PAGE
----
Whilst such detailed resolution may not come anywhere remotely close to approaching the kind of "limits" defined by Dawes , Rayleigh , Sidgwick or Brocknroller,what I can say is that without certain "seeing conditions" I would not be able to confirm the presence of the hills, let alone the trig. point.

Surely LIGHT itself , whether natural or artificial ( such as via searchlights )is the MAIN factor in achieving RESOLUTION.

The apparant absence of any mention of this all -important commodity in any article I've ever read about terrestrial resolution testing surprises me to say the very least.

I'll say another thing too.

If when looking at that trig.point through my 10 x 50s I then mask my binoculars down to 25mm. the image of the trig.point can become so dull and vague that to say it were truly "resolved" would in all honesty represent a misrepresentation of the term "resolved".

I have no means of measuring my eyes' entrance pupils, and often wonder how so many people so eager to defend their chosen "theories" always seem to "know" there own pupil dilation in any given circumstances as if they had some kind of magical micrometric measuring device wired to their brain with a speaking gauge -counter.

In spite of all the so called "indisputable evidence" supporting this notion that a human eye pupil dilation of only 3mm will render a 10 x 50 binocular as being capable only of resolving exactly the same as would a 10 x 30 binocular in that given situation , I have "proved" to myself through more experimentation than has been good for my reputation amongst my neighbours, that this is NOT always the case.Not to MY eyes at any rate.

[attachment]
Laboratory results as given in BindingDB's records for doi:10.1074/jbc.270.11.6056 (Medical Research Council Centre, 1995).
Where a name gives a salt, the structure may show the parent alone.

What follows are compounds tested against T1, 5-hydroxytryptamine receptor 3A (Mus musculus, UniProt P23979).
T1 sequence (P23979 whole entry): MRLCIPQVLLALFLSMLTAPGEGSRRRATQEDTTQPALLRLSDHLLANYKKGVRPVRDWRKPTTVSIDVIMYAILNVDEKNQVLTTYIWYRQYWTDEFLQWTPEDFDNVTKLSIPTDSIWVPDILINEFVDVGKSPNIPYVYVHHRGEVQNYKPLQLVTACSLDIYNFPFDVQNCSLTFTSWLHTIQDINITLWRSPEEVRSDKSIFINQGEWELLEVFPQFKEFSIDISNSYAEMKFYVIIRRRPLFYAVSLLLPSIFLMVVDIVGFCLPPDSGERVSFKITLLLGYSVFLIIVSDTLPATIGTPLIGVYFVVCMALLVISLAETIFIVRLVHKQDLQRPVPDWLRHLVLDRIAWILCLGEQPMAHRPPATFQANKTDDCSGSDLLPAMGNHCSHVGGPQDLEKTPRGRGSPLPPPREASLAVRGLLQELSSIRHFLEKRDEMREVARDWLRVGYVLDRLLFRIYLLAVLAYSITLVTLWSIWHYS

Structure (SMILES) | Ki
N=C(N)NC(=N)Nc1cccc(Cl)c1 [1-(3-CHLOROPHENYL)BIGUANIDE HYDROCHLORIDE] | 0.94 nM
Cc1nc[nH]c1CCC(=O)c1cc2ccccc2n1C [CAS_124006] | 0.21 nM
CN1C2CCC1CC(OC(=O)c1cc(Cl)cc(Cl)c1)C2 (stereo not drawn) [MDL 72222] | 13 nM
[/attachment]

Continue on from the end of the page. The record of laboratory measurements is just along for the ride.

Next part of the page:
If anyone doubts me about this rather controversial assertion , until you get to read the "paper" I have forwarded to the administrator for consideration for future publication on the CN article section, you can try this.

Make or find yourself an objective "mask" with a perfectly central opening of 25mm.

Attach this "mask" to any of the two objective lenses of any binocular you have to hand that has objective lenses of at least 42mm. (50mm ,60mm or 70mm might even illustrate my point better )

If you are using a 10 x 50 binocular for example , you will now effectively be in possession of two "monoculars" or mini -spotting scopes in one instrument.

Through one set of prisms you have a 10 x 50 configuration and through the other a 10 x 25 system.